Amazing New Dead Sea scrolls cave discovered in Judean Desert

60 years ago, the world watched in amazement at the discovery of the Dead Sea scrolls excavated from 11 caves in Qumran between 1947 to 1956. It was an epic discovery of historical and religious biblical significance where scrolls of papyrus related to biblical scripture and Judean history of the BCE and CE periods were found in earthen vessels hidden in caves in the eastern Judean desert now the modern West Bank.

Till date, 11 caves were excavated to reveal the amazing scrolls but early this month archaeologists were astonished to discover a new Dead Sea scrolls cave which could be the 12th cave. The discovery makes it one of the most significant and exciting events for archaeologists to kick start the New Year.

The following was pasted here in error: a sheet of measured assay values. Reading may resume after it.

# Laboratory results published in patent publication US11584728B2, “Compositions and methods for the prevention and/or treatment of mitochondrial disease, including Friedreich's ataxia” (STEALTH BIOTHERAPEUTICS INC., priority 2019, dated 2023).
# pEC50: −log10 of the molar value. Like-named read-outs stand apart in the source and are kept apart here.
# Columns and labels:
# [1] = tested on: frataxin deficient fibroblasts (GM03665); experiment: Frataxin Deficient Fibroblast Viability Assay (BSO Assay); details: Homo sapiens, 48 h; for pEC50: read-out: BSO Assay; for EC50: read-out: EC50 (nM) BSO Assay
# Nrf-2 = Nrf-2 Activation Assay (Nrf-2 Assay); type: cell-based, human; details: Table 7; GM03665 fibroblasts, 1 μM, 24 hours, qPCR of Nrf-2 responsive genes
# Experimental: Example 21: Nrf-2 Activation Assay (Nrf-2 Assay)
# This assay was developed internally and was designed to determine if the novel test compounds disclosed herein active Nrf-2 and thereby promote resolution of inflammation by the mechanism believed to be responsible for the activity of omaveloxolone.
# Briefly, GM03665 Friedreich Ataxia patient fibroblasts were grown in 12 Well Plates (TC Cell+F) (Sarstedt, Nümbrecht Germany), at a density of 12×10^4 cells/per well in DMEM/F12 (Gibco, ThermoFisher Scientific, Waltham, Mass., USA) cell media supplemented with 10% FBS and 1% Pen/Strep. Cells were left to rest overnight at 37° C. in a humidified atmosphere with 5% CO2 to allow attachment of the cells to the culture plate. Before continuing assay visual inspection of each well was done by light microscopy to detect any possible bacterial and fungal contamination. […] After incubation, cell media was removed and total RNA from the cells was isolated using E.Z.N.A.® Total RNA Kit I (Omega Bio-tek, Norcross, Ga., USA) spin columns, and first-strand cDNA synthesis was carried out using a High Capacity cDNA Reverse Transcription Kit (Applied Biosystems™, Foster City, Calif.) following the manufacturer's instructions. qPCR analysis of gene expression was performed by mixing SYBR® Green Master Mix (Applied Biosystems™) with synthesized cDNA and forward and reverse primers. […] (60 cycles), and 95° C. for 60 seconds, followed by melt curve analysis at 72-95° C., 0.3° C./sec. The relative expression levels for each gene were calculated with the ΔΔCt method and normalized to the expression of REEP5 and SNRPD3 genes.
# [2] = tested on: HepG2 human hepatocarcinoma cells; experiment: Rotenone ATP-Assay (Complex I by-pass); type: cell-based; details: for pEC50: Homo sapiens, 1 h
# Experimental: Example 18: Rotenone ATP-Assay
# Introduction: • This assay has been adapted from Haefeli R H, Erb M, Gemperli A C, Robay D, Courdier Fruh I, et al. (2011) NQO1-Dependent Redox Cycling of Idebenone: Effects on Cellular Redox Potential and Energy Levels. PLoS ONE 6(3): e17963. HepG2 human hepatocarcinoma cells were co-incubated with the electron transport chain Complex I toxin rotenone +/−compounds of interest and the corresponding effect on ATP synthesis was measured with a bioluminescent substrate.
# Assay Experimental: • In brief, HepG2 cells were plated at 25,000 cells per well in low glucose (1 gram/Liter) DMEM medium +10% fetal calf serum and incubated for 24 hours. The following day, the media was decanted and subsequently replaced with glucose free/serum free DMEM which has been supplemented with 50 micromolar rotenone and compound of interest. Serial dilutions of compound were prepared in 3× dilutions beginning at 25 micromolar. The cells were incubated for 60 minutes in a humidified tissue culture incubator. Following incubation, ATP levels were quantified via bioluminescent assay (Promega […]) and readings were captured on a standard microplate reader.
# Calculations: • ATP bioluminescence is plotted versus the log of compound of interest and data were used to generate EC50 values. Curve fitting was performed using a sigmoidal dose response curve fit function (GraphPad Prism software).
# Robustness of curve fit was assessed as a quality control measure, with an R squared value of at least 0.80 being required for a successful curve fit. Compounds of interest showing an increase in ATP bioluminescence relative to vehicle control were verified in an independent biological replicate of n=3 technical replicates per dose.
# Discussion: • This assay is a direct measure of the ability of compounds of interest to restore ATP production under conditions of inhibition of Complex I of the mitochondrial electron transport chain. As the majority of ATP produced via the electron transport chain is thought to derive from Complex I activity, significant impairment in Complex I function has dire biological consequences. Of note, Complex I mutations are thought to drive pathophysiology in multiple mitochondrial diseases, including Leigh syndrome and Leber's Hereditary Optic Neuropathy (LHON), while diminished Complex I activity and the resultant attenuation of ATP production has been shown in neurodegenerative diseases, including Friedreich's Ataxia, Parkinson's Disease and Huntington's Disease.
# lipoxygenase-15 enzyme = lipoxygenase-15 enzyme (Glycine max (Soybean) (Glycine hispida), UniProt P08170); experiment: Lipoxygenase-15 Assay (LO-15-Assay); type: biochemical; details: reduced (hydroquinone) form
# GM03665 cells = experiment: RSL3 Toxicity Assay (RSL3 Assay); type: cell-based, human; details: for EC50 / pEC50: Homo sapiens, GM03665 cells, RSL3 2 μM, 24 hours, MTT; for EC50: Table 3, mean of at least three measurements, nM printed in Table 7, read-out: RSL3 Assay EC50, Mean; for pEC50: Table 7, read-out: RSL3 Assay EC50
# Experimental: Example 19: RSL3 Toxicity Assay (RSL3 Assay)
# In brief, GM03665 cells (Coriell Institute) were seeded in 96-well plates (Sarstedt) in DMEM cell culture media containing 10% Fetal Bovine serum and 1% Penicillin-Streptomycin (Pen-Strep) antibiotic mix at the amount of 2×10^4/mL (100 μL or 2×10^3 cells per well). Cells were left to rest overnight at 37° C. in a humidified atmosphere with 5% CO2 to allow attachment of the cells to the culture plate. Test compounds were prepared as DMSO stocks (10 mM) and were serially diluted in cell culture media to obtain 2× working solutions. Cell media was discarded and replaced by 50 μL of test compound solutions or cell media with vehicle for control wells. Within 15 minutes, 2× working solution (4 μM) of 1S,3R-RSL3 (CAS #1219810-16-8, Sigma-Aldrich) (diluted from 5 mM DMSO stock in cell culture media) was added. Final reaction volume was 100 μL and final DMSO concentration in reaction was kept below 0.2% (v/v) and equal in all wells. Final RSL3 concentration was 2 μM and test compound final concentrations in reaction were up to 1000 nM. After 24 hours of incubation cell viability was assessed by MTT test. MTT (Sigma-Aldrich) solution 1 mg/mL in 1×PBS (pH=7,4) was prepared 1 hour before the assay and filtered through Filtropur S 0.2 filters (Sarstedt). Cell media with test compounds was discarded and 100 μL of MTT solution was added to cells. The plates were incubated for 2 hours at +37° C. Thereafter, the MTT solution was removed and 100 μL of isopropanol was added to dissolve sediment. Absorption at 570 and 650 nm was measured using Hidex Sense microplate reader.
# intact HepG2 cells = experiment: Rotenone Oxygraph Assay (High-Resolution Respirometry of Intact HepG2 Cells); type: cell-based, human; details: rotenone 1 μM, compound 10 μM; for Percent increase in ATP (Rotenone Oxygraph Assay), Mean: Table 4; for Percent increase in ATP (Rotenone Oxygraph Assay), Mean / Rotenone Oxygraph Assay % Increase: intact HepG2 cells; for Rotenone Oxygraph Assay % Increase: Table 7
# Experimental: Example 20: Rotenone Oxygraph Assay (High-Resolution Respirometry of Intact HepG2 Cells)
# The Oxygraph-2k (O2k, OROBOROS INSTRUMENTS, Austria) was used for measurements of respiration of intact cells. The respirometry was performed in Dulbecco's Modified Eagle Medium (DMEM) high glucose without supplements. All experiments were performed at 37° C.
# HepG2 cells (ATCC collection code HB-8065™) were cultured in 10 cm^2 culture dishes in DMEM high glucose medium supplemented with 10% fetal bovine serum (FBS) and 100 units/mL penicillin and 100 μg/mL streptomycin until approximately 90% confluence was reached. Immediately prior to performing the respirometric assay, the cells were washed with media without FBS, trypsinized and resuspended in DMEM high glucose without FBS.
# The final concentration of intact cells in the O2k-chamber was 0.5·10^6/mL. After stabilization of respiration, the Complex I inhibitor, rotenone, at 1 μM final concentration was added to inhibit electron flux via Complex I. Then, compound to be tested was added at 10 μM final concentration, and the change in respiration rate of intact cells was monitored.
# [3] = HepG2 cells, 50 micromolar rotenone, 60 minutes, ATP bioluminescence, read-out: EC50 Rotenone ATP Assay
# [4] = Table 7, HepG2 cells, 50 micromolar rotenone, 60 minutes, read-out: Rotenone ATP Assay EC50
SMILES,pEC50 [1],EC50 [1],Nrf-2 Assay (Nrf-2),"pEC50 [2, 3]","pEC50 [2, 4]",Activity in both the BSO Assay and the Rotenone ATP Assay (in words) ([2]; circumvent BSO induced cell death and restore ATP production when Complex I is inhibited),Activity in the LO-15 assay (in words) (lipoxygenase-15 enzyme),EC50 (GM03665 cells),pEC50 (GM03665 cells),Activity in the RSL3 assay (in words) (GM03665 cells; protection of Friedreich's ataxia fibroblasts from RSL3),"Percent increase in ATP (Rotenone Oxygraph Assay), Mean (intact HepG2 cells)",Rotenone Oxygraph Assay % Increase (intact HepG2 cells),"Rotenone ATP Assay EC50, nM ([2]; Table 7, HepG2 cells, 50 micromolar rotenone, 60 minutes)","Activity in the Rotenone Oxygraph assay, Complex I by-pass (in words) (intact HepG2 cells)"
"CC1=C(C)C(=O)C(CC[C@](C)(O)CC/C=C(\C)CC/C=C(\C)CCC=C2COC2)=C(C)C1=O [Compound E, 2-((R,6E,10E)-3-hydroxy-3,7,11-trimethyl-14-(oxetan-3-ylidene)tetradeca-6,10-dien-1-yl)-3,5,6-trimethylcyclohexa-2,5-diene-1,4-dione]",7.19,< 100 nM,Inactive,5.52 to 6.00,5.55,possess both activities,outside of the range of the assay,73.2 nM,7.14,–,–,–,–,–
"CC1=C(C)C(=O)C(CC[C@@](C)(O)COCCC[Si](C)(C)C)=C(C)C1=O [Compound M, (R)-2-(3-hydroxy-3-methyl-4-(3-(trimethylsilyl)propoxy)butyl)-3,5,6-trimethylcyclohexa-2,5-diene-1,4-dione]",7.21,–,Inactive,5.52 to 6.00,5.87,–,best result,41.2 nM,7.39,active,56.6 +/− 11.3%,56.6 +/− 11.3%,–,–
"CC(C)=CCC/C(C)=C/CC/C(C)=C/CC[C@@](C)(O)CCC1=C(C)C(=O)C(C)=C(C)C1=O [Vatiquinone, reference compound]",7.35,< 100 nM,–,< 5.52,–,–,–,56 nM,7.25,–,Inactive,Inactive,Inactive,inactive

New Dead Sea scrolls cave

Img src: http://ichef-1.bbci.co.uk

1 A new cave discovered with artifacts strewn across the entrance

The new Dead Sea scrolls cave was found in the Judean Cliffside. It negates the theory regarded by archaeologists that scrolls were found only in caves at the Qumran cliff site which is controlled by Israel on the West bank. The ensuing excavation revealed shards of pottery, broken storage jars and even Neolithic flint tools and arrowheads that lay strewn across the entrance of the caves.

Incidentally, the Dead Sea scrolls are regarded as the greatest discoveries of the 20th century containing written Hebrew works that are more than 2000 years old. They are the earliest surviving physical manuscripts of the Hebrew bible.

A new cave discovered with artifacts strewn across the entrance

Img src: www.yahoo.com

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